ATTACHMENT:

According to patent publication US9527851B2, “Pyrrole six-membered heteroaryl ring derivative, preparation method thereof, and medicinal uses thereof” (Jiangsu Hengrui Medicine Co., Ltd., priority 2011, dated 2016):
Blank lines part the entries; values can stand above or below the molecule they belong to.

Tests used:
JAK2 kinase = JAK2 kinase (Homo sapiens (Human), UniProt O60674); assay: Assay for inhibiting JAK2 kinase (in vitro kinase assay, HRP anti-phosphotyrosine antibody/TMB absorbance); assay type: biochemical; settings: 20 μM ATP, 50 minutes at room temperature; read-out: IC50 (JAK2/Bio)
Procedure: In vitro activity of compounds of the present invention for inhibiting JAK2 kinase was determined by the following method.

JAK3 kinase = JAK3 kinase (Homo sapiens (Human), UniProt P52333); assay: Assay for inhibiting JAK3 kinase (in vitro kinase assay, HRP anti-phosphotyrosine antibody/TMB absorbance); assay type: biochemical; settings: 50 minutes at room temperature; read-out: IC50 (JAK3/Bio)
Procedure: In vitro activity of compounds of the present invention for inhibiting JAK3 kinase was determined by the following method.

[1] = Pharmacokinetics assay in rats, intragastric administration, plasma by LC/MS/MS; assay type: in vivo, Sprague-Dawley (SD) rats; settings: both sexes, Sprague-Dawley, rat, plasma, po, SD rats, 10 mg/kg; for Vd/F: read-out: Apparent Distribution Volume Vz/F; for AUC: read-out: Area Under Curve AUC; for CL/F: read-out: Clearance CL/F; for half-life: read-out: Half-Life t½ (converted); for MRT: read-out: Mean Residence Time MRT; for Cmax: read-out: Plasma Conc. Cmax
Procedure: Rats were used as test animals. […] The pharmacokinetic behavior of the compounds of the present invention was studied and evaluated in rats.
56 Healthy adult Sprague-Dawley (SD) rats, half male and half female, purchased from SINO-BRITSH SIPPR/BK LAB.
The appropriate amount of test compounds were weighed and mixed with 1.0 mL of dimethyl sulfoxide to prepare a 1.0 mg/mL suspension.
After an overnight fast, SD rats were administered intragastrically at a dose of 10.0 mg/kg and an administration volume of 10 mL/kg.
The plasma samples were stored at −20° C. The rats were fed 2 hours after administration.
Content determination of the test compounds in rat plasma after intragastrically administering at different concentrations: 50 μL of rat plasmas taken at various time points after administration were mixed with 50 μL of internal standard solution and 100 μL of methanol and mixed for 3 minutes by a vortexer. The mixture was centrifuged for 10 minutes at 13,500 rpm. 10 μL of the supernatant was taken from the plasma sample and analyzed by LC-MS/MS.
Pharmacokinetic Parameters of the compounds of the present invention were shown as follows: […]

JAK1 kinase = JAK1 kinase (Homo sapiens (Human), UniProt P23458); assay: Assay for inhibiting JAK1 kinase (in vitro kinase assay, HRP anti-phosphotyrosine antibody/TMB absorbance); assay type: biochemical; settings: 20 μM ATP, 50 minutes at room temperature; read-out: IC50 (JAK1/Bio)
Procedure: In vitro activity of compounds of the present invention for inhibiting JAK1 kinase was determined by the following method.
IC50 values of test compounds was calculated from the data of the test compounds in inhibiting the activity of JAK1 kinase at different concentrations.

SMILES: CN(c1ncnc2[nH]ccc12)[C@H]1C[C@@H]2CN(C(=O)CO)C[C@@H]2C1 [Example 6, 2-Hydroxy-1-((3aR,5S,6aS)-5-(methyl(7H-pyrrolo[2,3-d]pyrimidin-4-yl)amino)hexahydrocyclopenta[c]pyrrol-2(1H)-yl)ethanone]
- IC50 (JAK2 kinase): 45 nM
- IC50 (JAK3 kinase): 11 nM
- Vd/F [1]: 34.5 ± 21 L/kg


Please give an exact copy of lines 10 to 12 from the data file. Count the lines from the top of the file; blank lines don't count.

56 Healthy adult Sprague-Dawley (SD) rats, half male and half female, purchased from SINO-BRITSH SIPPR/BK LAB.
The appropriate amount of test compounds were weighed and mixed with 1.0 mL of dimethyl sulfoxide to prepare a 1.0 mg/mL suspension.
After an overnight fast, SD rats were administered intragastrically at a dose of 10.0 mg/kg and an administration volume of 10 mL/kg.